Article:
From April 2005 until April 2010, 32,966 patients were screened.  3,309 were eligible and 1,900 agreed to do the study.  Mean age was 63.9 years. 83 % had three vessel disease, and the SYNTAX score mean was 26.2.  All had diabetes.

At five years, the risk of death with PCI is 16.3% vs 10.9% with CABG.  If you look at death, MI or stroke, then the risk is 26.6% vs 18% in favor of CABG.

It has taken us 17 years to come back to the same place we started.  After BARI, the National Heart Lung Blood Institute issued a clinical alert regarding the results.  It said that if you have diabetes and three vessel disease, you need surgery.  It may not be what you want to hear, but it is the best treatment.  Now the answer is starkly before cardiologists.  The question is will we listen and act or continue to "do what the patient wants," which is always PCI and just happens to be what we do.

Mark my words, the next step is a Class I indication in our guidelines and the follow through will be no payment will be made for these patients unless they get what they need.  There will be full review, and heads will roll.  This is what it will take for "the right choice " to be made.  It has happened already for ICD implantation, and it will happen here.

It's too bad that this is what it takes.  Judge Fenton would be proud of us.


  • Posted Nov 27, 2012
  • Alan Niederman, MD, FACC, FACP

Now, we cardiologists had a bright idea.  The reason that angioplasty was not better than bypass surgery was that we were comparing apples to oranges.  The reasoning went that if we compared "like" patients that angioplasty would be superior. So, off we went to do another study.

This one is named SYNTAX. SYNTAX stands for SYNergy Between PCI With TAXUS and Cardiac Surgery.  I bet you can already figure out what the problem will be.  This study was started in March 2005 and enrolled 1,800 patients.  It ended April 2008, and the final data was done this year.

Feeling our "oats" we went after the big Kahuna.  To get into the study, you needed to have three vessel disease, Left Main disease or Left Main equivalent with or without one, two or three vessel disease.  In other words, these patients had a large burden of disease including the big no-no that is left main.  We were so sure of ourselves that we went for broke.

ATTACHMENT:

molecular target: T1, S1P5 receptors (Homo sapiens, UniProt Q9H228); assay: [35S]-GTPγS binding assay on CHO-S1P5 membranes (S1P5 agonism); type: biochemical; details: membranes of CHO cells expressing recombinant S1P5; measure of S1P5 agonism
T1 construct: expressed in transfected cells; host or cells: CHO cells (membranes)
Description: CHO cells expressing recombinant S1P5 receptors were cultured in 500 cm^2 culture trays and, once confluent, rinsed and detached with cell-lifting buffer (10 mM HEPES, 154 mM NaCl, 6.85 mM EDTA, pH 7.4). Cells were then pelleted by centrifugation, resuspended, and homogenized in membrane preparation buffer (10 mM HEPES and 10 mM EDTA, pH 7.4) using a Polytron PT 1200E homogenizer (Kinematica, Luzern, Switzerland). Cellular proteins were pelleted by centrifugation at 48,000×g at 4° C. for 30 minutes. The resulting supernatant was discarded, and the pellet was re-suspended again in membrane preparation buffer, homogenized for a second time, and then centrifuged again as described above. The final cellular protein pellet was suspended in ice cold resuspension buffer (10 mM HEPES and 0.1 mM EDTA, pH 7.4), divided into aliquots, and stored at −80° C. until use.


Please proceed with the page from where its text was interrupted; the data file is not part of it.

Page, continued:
The main difference between this study and the previous trials to answer this question is the SYNTAX score.  This score is very useful but very complicated.  Even the study sites often got it wrong.  The score was always "overhead," so it was corrected before a patient could be entered in the study.  The score uses the coronary tree diagram and then weighs the lesion for importance.  I will not go into it further because the exact way it was done is not the point.  The point is that the score allowed us to differentiate between low risk, medium risk and high risk.

The study was an "all comer" study.  A surgeon and a cardiologist had to agree that the patient could technically be done either way.  The only exclusions were previous interventions, acute MI or need for other cardiac surgery like valve replacement.  Two groups were then formed, one for Left Main and one, two 0r three vessel disease, and one for all other lesions.

At the end of the study, 897 patients had CABG (coronary artery bypass grafts), and 903 had PCI (percutaneous coronary intervention).  Two registries were formed for those patients who were considered for the trial but could only be done one way.  The CABG registry had 1,077 patients, and the PCI registry had 198 patients.  In each of the two study groups, 28% had diabetes and 71% did not. The primary endpoint was 12 months.

All cause death
Myocardial infarction
Any repeat PCI or CABG

Average age was 65,  78% male, average SYNTAX score was 29, left main was 34% in each group, number of stents implanted in PCI group 4.6, number of bypass grafts 2.8 average with 3.2 distal attachments. At 12 months, all cause death was the same roughly 4%.  Higher strokes were seen in the CABG group 2.2% vs. 0.6%. Higher MI's in the PCI group 4.8% vs 3.2%.  All cause death/MI/CVA equal at 7.7%. Need for repeat revascularization PCI 13.7% vs 5.9% for CABG.  This drives the results in favor of CABG 12.1% vs 17.8% for PCI.

So, the final answer was that in this trial, both PCI and CABG could be done, but the cost is a higher redo rate for PCI.  However... the real results did not come out until four years later.


  • Posted Nov 22, 2012
  • Alan Niederman, MD, FACC, FACP

Cardiologists did not get the answer that we wanted the first time. In fact, even worse, we found that we were actually quite misinformed about what we were doing to patients, especially those with diabetes. Why is that so important?

A few factoids from the BARI 2D site
More than 24 million people in the United States have diabetes. 65% of those people die from either a stroke or heart disease. If you have diabetes, you have two to four times the risk of dying from heart disease than those patients who do not have diabetes. As mentioned in my last blog post, BARI took place between 1988-1991 and so did not represent "contemporary" medical practices. The 10 year survival rate of patients who had diabetes and angioplasty was only 44.1% vs 57% survival rate for those patients that had bypass surgery. This difference is statistically significant. Let me give you the real wake-up call. 10 year survival without diabetes was roughly 77% in both the angioplasty and surgery groups. Diabetes is a bad actor. This data made it very difficult for cardiologists to recommend angioplasty to patients, but because the study did not include drug eluting stents, which we were certain would save the situation, no real practice changes occurred.